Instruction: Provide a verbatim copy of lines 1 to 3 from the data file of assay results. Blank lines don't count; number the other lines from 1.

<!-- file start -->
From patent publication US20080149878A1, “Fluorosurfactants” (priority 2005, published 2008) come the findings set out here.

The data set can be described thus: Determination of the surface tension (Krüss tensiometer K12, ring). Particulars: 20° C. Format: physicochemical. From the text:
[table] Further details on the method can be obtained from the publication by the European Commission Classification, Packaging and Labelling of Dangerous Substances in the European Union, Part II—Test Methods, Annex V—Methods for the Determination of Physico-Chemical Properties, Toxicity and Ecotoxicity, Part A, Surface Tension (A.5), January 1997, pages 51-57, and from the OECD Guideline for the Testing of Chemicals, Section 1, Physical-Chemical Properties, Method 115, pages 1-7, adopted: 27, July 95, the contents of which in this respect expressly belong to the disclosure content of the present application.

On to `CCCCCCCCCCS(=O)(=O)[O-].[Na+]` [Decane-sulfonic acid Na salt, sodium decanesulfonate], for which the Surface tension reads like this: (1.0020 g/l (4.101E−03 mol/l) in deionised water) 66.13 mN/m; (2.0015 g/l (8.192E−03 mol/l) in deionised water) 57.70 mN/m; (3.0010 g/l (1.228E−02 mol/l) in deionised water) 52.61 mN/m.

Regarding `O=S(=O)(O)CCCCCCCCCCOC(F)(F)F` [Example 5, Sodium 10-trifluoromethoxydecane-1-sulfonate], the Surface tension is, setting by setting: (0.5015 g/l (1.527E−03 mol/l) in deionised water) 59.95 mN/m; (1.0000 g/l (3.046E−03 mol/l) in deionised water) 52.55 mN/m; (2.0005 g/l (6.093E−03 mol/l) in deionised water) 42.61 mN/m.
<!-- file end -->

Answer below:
From patent publication US20080149878A1, “Fluorosurfactants” (priority 2005, published 2008) come the findings set out here.

The data set can be described thus: Determination of the surface tension (Krüss tensiometer K12, ring). Particulars: 20° C. Format: physicochemical. From the text:
[table] Further details on the method can be obtained from the publication by the European Commission Classification, Packaging and Labelling of Dangerous Substances in the European Union, Part II—Test Methods, Annex V—Methods for the Determination of Physico-Chemical Properties, Toxicity and Ecotoxicity, Part A, Surface Tension (A.5), January 1997, pages 51-57, and from the OECD Guideline for the Testing of Chemicals, Section 1, Physical-Chemical Properties, Method 115, pages 1-7, adopted: 27, July 95, the contents of which in this respect expressly belong to the disclosure content of the present application.